On the Sea Again

Leg 4 VISIONS’21 students and participants look out to sea as the R/V Thompson heads towards the Newport bridge. Credit: M. Elend, University of Washington, V.21

After the successful fourth and final mobilization for VISIONS’21 we, new and old participants alike, were excited to be heading out to sea once again for Leg 4 on the afternoon of August 25th. New participants joining the ship for this leg include the UW Director of Cloud Computing, a SETI Institute scientist, a NASA JPL post-doc, a Victoria University of Wellington/NIWA graduate student, a Citrus College student, and three UW VISIONS’21 students. They joined two UW undergraduates and our resident artist Cathe Gill, who also participated on Leg 3.

Our first stop for Leg 4 was the Deep Profiler mooring at the Endurance Oregon Offshore site, where the ROV Jason swapped out the deep profiler vehicle (wire crawler) and gave the mooring wire a good cleaning. Removing the marine life and other detritus that accumulates on the wire over the year makes it easier for the new profiler to make its ascent and descent through the water column. Despite our annual maintenance, the Deep Profiler Mooring remains a host to an array of exciting biology. Plumnose anemones and crinoids settle on the floating ball at the top of the mooring and schools of fish swarm around the mooring wire in the water column.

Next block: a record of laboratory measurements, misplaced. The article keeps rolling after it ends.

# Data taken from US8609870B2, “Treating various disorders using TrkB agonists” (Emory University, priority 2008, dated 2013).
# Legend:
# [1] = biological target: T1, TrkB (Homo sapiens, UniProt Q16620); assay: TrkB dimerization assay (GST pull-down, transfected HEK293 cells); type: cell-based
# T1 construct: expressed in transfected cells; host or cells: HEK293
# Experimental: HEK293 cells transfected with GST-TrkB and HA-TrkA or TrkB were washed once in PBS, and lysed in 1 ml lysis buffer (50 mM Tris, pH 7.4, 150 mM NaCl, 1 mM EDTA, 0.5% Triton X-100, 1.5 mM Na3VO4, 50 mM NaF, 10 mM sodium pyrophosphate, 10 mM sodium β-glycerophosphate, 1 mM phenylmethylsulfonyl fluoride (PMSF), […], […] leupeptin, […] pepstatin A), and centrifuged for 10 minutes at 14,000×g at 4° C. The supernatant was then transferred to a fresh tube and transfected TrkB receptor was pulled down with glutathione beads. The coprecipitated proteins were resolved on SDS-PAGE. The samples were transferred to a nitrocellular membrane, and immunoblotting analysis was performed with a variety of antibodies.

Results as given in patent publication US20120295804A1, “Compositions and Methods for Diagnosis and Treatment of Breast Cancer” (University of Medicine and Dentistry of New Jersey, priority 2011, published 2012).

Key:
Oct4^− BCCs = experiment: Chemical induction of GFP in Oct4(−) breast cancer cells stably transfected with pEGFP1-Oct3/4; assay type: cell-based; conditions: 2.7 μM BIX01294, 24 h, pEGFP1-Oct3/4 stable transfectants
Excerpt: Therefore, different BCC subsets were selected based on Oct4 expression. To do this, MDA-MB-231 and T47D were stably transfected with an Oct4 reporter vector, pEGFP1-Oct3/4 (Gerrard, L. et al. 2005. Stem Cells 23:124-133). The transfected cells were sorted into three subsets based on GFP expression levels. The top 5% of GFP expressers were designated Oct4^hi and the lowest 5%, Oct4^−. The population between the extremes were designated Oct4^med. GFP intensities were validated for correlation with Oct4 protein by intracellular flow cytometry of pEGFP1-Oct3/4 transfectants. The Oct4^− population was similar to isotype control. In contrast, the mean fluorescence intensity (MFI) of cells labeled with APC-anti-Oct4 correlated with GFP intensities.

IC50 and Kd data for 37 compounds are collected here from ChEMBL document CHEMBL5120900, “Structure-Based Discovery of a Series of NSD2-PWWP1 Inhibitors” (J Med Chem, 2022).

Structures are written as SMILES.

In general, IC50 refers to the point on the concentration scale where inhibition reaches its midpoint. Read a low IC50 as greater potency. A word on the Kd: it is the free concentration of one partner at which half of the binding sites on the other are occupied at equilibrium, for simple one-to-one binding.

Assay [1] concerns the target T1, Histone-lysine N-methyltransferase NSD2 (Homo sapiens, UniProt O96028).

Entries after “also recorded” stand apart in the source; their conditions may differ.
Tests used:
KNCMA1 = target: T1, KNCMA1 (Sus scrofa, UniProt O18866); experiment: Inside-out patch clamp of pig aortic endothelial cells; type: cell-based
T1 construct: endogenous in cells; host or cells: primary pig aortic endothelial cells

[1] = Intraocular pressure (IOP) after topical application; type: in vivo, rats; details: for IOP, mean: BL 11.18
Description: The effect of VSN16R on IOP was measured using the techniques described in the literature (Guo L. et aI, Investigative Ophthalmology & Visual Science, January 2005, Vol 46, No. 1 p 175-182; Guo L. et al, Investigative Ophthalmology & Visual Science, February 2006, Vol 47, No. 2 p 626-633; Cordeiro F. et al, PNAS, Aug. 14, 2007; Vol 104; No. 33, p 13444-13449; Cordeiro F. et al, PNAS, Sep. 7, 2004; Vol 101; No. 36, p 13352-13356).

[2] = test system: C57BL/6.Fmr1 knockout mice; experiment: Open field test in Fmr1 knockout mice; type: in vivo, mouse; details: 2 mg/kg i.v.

Katie Gonzalez, recent graduate from the UW Oceanography undergrad, takes an oxygen sample from the CTD rosette at Endurance Oregon Offshore. Credit: K. Bigham, University of Washington, V.21

After the wire crawler that has been out for a year was recovered, Julie Nelson and a team of students did a late-night data verification CTD cast. During the cast a ring of bottles (Niskins) is lowered from the ship and used to capture water at various depths. These water samples are processed for oxygen, carbon dioxide, chlorophyll, salinity, and nutrients that can be compared with the similar measurements from the shallow and deep profilers.

Before dawn had even broken, we began an approximately 18-hour transit out to Axial Seamount, where we will conduct a majority of our operations this leg. Our first stop will be at the base of the seamount to swap the deep profiler there. Then it’s on to the caldera and the various hydrothermal vent fields and instruments deployed at them.